A scaled-back proposal to sell four acres of land for $4, to be used for ballpark development by a group that includes the owners of the relocating New Orleans Baby Cakes (Class AAA; Pacific Coast League), was approved yesterday by the Wichita City Council.
An original proposal to sell 24 acres at $1 per acres made national headlines when first revealed, as city officials defending the sale by saying it was key to landing the Baby Cakes for the 2020 season. Opponents say the land sale was shrouded in secrecy and should have been announced when the new ballpark funding plan was announced; Mayor Jeff Longwell says MiLB rules prohibited the announcement (in the end, they didn’t).
In the end, the proposal was scaled back first to 4.5 acres and then to 4 acres. Wichita Riverfront LP, which features a contingent that includes Baby Cakes franchise owners–led by Managing General Partner Lou Schwechheimer–plus additional investors, would complete the transaction with the city and in turn develop the land.
That revised proposal from the Wichita Riverfront LP was approved by yesterday by the Wichita City Council on a unanimous 7-0 vote. Other development proposals have popped up near the $83-million ballpark project, which may have made the discounted sale more palatable to city officials. Details of this additional development were discussed at the meeting. And development is a key to the ballpark financial plan, as it’s mainly funded by increased taxes generated from the project. From the Wichita Eagle:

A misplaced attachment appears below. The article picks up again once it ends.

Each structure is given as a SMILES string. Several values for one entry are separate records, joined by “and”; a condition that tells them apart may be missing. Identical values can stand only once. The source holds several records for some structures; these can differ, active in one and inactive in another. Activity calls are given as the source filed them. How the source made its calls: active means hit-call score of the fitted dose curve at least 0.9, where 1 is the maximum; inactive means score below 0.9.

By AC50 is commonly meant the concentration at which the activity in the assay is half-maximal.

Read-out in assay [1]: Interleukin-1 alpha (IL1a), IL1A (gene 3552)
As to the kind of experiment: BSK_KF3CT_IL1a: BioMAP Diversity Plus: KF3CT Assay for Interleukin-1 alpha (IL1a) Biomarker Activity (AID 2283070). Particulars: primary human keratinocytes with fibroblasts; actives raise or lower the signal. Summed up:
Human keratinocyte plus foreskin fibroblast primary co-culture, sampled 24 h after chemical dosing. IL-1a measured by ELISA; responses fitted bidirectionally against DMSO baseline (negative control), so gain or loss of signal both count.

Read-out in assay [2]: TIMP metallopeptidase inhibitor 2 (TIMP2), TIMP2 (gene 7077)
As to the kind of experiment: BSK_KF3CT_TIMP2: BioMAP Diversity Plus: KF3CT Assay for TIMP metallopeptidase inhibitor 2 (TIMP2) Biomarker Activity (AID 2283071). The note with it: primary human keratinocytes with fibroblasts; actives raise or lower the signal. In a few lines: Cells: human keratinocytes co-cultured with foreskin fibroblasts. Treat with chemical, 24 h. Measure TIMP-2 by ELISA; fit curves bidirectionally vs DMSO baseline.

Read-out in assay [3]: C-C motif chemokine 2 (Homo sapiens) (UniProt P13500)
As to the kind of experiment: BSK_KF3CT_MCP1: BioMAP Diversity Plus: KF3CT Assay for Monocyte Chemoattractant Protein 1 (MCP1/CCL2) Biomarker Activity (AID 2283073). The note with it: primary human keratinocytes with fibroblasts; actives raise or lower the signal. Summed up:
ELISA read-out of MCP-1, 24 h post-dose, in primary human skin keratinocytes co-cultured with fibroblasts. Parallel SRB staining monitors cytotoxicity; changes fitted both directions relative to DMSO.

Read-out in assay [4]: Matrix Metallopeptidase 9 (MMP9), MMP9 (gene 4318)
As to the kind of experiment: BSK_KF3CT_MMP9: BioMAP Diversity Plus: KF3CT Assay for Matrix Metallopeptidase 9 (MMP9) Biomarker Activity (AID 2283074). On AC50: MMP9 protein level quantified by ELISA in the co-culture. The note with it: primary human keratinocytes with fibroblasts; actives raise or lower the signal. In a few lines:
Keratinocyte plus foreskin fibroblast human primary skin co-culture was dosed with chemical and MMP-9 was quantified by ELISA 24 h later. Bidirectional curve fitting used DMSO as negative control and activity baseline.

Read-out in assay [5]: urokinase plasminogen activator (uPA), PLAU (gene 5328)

Before anyone from the public spoke, Schwechheimer and Laham pitched for their visions of the stadium area development, vowing to work together to develop a “Baseball Village Master Plan.”
[George] Laham, whose group called Riverfront Partners is developing the area north of the ballpark, unveiled his vision for that parcel, saying the development could be “one of the most significant impacts on our city, in our downtown, for the next 50 years.”
McLean Boulevard along the river from Douglas to Maple would look like a street in Old Town: narrow, brick and “pedestrian friendly,” Laham said. It could be closed to traffic for events and on weekends.
Losing the half acre of land is leading to one notable change: no Ferris wheel at the ballpark.
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